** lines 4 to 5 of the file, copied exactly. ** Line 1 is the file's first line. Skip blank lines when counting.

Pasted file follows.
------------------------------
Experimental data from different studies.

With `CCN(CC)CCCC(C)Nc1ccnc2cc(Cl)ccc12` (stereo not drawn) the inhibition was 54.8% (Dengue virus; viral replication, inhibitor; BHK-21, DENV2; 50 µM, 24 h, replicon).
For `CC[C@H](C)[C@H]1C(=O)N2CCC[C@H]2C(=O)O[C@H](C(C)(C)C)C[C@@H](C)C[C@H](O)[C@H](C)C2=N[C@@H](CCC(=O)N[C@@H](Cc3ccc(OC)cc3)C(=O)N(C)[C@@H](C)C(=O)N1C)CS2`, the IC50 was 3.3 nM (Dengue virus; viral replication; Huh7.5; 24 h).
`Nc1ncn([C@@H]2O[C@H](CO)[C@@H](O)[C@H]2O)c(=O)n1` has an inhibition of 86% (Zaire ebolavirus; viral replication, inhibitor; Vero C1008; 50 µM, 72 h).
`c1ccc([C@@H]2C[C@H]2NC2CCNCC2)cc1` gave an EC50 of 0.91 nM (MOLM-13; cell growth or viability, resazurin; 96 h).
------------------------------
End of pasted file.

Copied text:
`Nc1ncn([C@@H]2O[C@H](CO)[C@@H](O)[C@H]2O)c(=O)n1` has an inhibition of 86% (Zaire ebolavirus; viral replication, inhibitor; Vero C1008; 50 µM, 72 h).
`c1ccc([C@@H]2C[C@H]2NC2CCNCC2)cc1` gave an EC50 of 0.91 nM (MOLM-13; cell growth or viability, resazurin; 96 h).